The Storied Sight of Hubert Kretzschmar
by John Hood
The story goes like this:
A king, tired from long day’s hunt, stopped to rest beneath a tree. He soon fell asleep and had a vivid dream about his lover’s fan. Upon waking, the king resolved to build a castle on the very spot. From the new castle a town would radiate, spread out in the shape of the dream fan. The king’s name was Karl. The town would be named Karlsruhe, or “Karl’s Resting Place.”
Like Bentham’s Panopticon, the castle and town were at once monstrous and beautiful. The spines of the fan were Karlsruhe’s major avenues. Where they met at the fan’s base loomed Karl's castle, bristling with strategically-placed cannon. Thus were the town's folk kept in line and under eye. Karl’s final resting place was marked with a large pyramid, which stands to this day just outside the castle.
Karlsruhe, hard on the Rhine River and skirting the Black Forest, is a magical construct. In time, engineers would manage to harness the river, but the willful wildness of the surrounding woods remains uncollared since before Karlsruhe’s day.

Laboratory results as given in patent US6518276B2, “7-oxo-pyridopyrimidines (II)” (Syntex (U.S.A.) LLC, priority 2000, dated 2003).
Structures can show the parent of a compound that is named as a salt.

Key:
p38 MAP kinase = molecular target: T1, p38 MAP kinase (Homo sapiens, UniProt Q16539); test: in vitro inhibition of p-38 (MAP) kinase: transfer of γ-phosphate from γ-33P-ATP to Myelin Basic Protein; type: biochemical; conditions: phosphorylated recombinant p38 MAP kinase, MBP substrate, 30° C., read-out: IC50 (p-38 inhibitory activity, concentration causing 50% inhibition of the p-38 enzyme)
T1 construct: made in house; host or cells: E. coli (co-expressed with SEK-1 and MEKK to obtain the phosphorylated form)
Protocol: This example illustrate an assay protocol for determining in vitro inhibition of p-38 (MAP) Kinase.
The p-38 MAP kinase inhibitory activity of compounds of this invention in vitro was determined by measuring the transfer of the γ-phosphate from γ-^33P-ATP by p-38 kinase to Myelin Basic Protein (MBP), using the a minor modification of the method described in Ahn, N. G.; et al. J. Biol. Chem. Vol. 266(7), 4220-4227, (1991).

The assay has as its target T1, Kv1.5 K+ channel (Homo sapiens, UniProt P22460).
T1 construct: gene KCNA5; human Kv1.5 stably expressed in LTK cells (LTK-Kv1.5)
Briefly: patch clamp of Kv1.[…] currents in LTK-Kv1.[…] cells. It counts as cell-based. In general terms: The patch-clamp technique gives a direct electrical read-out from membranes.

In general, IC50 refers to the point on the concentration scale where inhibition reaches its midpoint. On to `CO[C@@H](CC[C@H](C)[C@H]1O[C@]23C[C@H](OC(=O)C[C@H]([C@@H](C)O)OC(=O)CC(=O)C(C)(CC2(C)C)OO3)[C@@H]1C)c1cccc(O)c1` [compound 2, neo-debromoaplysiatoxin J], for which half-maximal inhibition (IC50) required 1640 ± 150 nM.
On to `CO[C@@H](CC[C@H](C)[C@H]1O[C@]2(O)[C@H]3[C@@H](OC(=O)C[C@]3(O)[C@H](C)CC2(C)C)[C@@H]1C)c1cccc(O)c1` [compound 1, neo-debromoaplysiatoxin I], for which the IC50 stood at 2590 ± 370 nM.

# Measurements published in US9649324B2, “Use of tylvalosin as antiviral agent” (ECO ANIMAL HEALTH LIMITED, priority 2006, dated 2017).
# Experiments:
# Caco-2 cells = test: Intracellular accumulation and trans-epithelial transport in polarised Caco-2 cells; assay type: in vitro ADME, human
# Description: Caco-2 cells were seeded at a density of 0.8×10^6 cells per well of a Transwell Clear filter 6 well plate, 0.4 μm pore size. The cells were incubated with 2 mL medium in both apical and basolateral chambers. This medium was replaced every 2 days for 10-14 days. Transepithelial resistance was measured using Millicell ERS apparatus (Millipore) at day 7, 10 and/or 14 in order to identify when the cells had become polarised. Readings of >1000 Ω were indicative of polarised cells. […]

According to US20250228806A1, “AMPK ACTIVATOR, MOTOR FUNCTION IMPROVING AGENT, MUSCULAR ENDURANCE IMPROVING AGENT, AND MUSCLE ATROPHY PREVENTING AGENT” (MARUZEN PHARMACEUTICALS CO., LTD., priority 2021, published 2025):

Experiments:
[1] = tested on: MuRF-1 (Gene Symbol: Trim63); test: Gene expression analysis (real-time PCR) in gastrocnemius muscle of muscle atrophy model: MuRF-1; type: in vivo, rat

Nor would the willfulness of Karlsruhe’s people be completely tamed. Hubert Kretzschmar was raised in that land of kings and forest. As a child, he played among the ghosts of the dense, dark woods and the river’s tributaries. As a student, he mastered the king’s symbolic iconography. As a New Yorker, an exile among exiles, Kretzschmar took those hauntings and symbols, made of them a totemic body traversing disciplines and made of himself a visualist of some repute.
Like a Liberatore in Weimar, Kretzschmar mines his cultural history while challenging its legacy of tradition. His is a vision of composite, of which Beckmann, Dix and the rest of the Republic regulars would approve. Picture Durer at the gates of the digital age; a happening along the clean lines of De Stijl, suffused with the raw irony of Dada; Surrealism’s fluidity matched with Pop Art’s reverent irreverence. Experiencing this work, we become aware of unconscious meaning imbedded in the stuff of everyday.